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The work done by a gas on a piston, by definition:

$$W_{gas} = \int \vec{F} \cdot \vec{dr}$$

Where $\vec{F}$ is the net force on the piston, $\vec{dr}$ is the infinitesimal displacement of this piston.

Since the force on the piston, is against the direction of displacement (for my coordinate system), F and dr are in opposite directions hence the work done on the gas

$$W_{gas} = \int -|F||dr|$$

Assuming that I move my piston in the purely x direction

$$W_{gas} = \int -|F|dx$$

I then move my piston from its initial position relative to my coordinates, to a distance x, thus the work done by the gas on the piston is

$$W_{gas} = \int_{0}^{x} -|F|dx$$

Therefore, the negative of this quantity is the work done by the piston on the gas (work done on the gas):

$$W = \int_{0}^{x} |F|dx$$

Let's forget about converting this into a pressure volume integral for simplicity

From here I am having trouble reconciling the standard formula for the work done on a gas.

$$W= -\int_{v_{i}}^{v_{f}} \rho dv$$

This converted into linear form is

$$W=-\int_{l_{1 I}}^{l_{f}} |F| dx$$

Let's take a look at the different formulas.

$$W = \int_{0}^{x} |F|dx$$

$$W=-\int_{l_{i}}^{l_{f}} |F| dx$$

One is integrating from the pistons initial position, to the pistons final position.

One is integrating from the remaining length when the piston is at its starting position, to the remaining length when the piston has extended.

(Much like the volume form is the remaining volume, and the remaining volume after the piston extends)

From first principles, the one that I derived, only matches the given formula given that $\rho$( and therefore F) is constant.

$$\int_{0}^{x} |F|dx = -\int_{l_{1 I}}^{l_{f}} |F| dx$$

$$|F|x - |F|0 = |F|(l_{i} -l_{f})$$

From the diagram $l_{i} -l_{f} = x$

$$|F|x = |F|x$$

The formulas differ when F is not constant.

Which formula is correct? Have i made any mistakes?

  • $\begingroup$ "Since the force on the piston, is against the direction of displacement (for my coordinate system)" The external force is in the same direction as the displacement making the work positive. $\endgroup$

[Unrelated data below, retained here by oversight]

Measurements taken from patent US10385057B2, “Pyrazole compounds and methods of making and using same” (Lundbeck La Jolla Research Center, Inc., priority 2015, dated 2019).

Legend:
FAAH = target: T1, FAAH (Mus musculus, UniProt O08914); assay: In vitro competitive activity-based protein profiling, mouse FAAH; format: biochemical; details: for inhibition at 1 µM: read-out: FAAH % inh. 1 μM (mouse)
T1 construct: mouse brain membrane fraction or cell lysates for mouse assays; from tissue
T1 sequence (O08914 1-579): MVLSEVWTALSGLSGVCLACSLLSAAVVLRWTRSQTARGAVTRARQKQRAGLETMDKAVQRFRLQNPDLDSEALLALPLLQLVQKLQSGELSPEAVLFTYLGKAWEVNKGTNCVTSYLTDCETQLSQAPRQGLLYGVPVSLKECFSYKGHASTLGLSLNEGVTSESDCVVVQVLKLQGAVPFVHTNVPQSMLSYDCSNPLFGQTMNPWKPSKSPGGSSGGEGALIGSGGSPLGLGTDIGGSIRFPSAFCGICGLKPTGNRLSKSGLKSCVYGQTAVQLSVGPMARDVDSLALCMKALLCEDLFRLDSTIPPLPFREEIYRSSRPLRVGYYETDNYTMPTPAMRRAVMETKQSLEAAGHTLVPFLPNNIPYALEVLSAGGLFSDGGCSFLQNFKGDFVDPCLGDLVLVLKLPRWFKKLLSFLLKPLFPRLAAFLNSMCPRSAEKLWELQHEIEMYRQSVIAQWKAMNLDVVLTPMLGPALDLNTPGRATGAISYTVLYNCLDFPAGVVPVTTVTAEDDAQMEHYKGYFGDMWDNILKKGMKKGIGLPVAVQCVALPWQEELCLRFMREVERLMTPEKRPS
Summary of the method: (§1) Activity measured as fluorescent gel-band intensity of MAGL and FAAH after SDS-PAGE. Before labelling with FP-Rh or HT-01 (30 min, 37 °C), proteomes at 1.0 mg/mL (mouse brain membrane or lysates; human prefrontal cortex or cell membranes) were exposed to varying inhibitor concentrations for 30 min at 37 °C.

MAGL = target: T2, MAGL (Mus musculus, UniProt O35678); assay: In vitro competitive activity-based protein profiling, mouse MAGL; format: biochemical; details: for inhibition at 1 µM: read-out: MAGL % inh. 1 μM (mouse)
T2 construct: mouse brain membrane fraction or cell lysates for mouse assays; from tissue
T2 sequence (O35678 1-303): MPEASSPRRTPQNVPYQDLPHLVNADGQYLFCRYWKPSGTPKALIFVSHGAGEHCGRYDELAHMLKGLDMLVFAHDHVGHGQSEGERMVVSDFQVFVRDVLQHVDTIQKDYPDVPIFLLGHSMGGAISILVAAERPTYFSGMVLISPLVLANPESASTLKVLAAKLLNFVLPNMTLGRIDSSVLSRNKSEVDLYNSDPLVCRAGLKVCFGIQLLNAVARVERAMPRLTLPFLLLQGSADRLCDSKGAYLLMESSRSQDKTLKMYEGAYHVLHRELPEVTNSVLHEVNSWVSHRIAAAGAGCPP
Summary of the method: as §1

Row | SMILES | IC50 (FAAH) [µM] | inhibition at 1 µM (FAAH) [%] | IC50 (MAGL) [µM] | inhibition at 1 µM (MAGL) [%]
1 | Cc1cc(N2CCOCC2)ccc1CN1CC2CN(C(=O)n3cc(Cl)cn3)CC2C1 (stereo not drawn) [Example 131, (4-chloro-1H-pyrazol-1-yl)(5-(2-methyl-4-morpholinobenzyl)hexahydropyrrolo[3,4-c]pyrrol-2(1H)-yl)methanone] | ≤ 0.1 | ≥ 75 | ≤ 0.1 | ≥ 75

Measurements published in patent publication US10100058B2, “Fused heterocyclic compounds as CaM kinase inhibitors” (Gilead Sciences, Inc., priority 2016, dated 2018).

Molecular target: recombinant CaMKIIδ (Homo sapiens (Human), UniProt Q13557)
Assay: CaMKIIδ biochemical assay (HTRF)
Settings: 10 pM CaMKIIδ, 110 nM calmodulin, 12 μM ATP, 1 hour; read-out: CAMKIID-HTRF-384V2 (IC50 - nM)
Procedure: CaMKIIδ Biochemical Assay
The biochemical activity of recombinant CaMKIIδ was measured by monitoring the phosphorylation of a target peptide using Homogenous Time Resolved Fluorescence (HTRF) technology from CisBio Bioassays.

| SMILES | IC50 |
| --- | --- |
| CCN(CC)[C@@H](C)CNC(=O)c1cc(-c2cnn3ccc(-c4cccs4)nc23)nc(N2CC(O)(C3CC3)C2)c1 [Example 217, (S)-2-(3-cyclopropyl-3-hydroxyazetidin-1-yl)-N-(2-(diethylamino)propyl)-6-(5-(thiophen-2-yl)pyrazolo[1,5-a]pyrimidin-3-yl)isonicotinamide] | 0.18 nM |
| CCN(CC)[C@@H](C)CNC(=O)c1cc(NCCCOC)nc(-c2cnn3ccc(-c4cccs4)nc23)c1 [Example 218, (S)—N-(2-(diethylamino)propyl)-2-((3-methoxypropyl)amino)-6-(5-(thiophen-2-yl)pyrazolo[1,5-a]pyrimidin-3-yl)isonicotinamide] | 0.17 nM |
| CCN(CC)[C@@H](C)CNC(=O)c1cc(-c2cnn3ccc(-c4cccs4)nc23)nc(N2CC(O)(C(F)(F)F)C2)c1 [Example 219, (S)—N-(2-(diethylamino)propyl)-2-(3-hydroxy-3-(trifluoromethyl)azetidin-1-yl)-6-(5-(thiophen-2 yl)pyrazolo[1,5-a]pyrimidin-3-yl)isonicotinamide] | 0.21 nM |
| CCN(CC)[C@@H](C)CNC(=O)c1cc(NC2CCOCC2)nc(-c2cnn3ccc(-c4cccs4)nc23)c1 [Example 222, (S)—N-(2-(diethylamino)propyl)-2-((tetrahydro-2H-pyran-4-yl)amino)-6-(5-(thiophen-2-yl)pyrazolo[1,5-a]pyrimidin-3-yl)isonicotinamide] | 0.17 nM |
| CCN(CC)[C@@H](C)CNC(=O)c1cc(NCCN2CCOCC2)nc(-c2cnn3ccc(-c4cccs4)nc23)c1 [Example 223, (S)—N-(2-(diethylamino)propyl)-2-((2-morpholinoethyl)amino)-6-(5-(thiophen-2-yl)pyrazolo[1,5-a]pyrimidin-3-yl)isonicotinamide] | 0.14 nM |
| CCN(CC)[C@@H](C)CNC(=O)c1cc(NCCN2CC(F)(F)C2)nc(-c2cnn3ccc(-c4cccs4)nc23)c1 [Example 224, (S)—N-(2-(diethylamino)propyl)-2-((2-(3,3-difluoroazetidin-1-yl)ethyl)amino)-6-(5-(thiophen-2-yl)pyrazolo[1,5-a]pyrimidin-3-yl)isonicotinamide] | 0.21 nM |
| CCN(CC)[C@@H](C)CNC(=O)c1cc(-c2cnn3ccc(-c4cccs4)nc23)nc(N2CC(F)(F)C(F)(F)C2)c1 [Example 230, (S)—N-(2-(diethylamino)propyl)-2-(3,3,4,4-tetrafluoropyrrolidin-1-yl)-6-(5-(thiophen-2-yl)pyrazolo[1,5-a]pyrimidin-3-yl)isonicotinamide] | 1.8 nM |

– Bob D
    Dec 18, 2022 at 16:27
  • $\begingroup$ The formulas don’t differ. You used F for the force in each, but they aren’t generally the same. When F is correctly written as a function of distance, the formulas are identical. $\endgroup$ Dec 18, 2022 at 17:08
  • $\begingroup$ Could you show me a derivation? $\endgroup$ Dec 18, 2022 at 18:17

3 Answers 3


The general expression for work:

$$W=\int_{xi}^{xf}\vec F\cdot \vec {dx}\tag{1}$$

Since the force $\vec F$ is in the same direction as $\vec {dx}$ (i.e., $\theta=0$), the work is simply $\int Fdx$. Then, for a piston of cross section area $A$ and the pressure $P=F/A$. A differential change in volume is $dV=Adx$, or $dx=dV/A$. Substituting these into equation (1)


Work done by the system (gas)is negative if the final volume is less than the initial (compression work) and positive if the final volume is greater than the initial (expansion work).

Hope this helps.

  • $\begingroup$ Your integral in your expression does not match your explanation of it. Your formula says that work is negative when there is a decrease in volume , via your own condition that the force is in the same direction as the displacement. The formula that is in my text book is $$-\int_{vi}^{vf} \rho dv$$. You also don't actually prove the 'general expression for work', the bounds of the integral should be the displacement of the piston which isn't vi to vf,but 0 to the final displacement, which is what my entire question focuses on $\endgroup$ Dec 18, 2022 at 17:53